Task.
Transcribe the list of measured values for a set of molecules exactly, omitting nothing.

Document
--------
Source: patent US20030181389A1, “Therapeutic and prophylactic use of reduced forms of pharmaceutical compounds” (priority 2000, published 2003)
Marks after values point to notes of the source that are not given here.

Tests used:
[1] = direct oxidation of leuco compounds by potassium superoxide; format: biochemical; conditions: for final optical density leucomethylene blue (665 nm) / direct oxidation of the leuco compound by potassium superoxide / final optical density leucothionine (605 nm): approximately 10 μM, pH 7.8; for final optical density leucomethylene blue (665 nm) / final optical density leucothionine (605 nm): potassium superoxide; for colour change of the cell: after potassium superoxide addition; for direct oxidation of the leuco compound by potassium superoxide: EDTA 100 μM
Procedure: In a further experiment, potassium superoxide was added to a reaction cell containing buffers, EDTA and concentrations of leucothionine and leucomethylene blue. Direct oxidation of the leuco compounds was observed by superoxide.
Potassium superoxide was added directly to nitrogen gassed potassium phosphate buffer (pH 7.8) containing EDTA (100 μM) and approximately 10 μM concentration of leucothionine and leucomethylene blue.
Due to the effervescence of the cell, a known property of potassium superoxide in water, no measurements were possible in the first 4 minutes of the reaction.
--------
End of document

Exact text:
Source: patent US20030181389A1, “Therapeutic and prophylactic use of reduced forms of pharmaceutical compounds” (priority 2000, published 2003)
Marks after values point to notes of the source that are not given here.

Tests used:
[1] = direct oxidation of leuco compounds by potassium superoxide; format: biochemical; conditions: for final optical density leucomethylene blue (665 nm) / direct oxidation of the leuco compound by potassium superoxide / final optical density leucothionine (605 nm): approximately 10 μM, pH 7.8; for final optical density leucomethylene blue (665 nm) / final optical density leucothionine (605 nm): potassium superoxide; for colour change of the cell: after potassium superoxide addition; for direct oxidation of the leuco compound by potassium superoxide: EDTA 100 μM
Procedure: In a further experiment, potassium superoxide was added to a reaction cell containing buffers, EDTA and concentrations of leucothionine and leucomethylene blue. Direct oxidation of the leuco compounds was observed by superoxide.
Potassium superoxide was added directly to nitrogen gassed potassium phosphate buffer (pH 7.8) containing EDTA (100 μM) and approximately 10 μM concentration of leucothionine and leucomethylene blue.
Due to the effervescence of the cell, a known property of potassium superoxide in water, no measurements were possible in the first 4 minutes of the reaction.